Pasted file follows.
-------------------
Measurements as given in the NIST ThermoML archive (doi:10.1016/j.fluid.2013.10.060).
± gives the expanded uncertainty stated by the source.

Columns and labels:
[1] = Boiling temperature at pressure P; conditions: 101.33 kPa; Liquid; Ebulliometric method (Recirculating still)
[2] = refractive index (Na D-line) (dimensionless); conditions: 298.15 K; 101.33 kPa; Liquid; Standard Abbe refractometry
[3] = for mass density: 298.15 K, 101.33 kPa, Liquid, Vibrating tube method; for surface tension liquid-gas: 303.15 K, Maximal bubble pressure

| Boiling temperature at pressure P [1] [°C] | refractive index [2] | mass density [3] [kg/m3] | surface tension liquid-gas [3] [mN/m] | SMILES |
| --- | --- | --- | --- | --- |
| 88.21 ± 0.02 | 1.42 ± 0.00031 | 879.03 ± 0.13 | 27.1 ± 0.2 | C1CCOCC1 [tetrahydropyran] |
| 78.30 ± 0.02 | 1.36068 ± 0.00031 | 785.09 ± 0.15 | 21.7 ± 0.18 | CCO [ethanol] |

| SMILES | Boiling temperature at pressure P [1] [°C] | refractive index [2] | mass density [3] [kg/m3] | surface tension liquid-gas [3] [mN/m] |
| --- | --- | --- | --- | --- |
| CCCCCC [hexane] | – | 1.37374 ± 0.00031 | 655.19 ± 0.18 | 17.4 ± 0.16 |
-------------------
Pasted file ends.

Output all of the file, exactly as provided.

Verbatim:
Measurements as given in the NIST ThermoML archive (doi:10.1016/j.fluid.2013.10.060).
± gives the expanded uncertainty stated by the source.

Columns and labels:
[1] = Boiling temperature at pressure P; conditions: 101.33 kPa; Liquid; Ebulliometric method (Recirculating still)
[2] = refractive index (Na D-line) (dimensionless); conditions: 298.15 K; 101.33 kPa; Liquid; Standard Abbe refractometry
[3] = for mass density: 298.15 K, 101.33 kPa, Liquid, Vibrating tube method; for surface tension liquid-gas: 303.15 K, Maximal bubble pressure

| Boiling temperature at pressure P [1] [°C] | refractive index [2] | mass density [3] [kg/m3] | surface tension liquid-gas [3] [mN/m] | SMILES |
| --- | --- | --- | --- | --- |
| 88.21 ± 0.02 | 1.42 ± 0.00031 | 879.03 ± 0.13 | 27.1 ± 0.2 | C1CCOCC1 [tetrahydropyran] |
| 78.30 ± 0.02 | 1.36068 ± 0.00031 | 785.09 ± 0.15 | 21.7 ± 0.18 | CCO [ethanol] |

| SMILES | Boiling temperature at pressure P [1] [°C] | refractive index [2] | mass density [3] [kg/m3] | surface tension liquid-gas [3] [mN/m] |
| --- | --- | --- | --- | --- |
| CCCCCC [hexane] | – | 1.37374 ± 0.00031 | 655.19 ± 0.18 | 17.4 ± 0.16 |